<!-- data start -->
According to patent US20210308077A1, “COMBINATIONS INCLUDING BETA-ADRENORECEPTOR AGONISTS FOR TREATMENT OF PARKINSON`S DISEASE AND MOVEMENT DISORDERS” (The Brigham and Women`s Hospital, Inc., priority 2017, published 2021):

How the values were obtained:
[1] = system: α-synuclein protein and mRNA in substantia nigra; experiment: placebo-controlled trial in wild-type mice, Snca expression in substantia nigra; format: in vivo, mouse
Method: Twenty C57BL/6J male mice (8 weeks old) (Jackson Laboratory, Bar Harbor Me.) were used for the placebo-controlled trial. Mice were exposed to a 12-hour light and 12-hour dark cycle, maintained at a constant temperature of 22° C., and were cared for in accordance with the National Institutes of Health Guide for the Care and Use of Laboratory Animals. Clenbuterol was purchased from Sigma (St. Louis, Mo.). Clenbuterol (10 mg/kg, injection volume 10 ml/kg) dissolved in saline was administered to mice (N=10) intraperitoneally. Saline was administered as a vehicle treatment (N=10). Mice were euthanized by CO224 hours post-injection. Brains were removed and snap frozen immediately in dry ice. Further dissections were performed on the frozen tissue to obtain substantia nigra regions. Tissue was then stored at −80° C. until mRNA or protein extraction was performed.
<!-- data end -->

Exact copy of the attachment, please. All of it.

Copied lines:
According to patent US20210308077A1, “COMBINATIONS INCLUDING BETA-ADRENORECEPTOR AGONISTS FOR TREATMENT OF PARKINSON`S DISEASE AND MOVEMENT DISORDERS” (The Brigham and Women`s Hospital, Inc., priority 2017, published 2021):

How the values were obtained:
[1] = system: α-synuclein protein and mRNA in substantia nigra; experiment: placebo-controlled trial in wild-type mice, Snca expression in substantia nigra; format: in vivo, mouse
Method: Twenty C57BL/6J male mice (8 weeks old) (Jackson Laboratory, Bar Harbor Me.) were used for the placebo-controlled trial. Mice were exposed to a 12-hour light and 12-hour dark cycle, maintained at a constant temperature of 22° C., and were cared for in accordance with the National Institutes of Health Guide for the Care and Use of Laboratory Animals. Clenbuterol was purchased from Sigma (St. Louis, Mo.). Clenbuterol (10 mg/kg, injection volume 10 ml/kg) dissolved in saline was administered to mice (N=10) intraperitoneally. Saline was administered as a vehicle treatment (N=10). Mice were euthanized by CO224 hours post-injection. Brains were removed and snap frozen immediately in dry ice. Further dissections were performed on the frozen tissue to obtain substantia nigra regions. Tissue was then stored at −80° C. until mRNA or protein extraction was performed.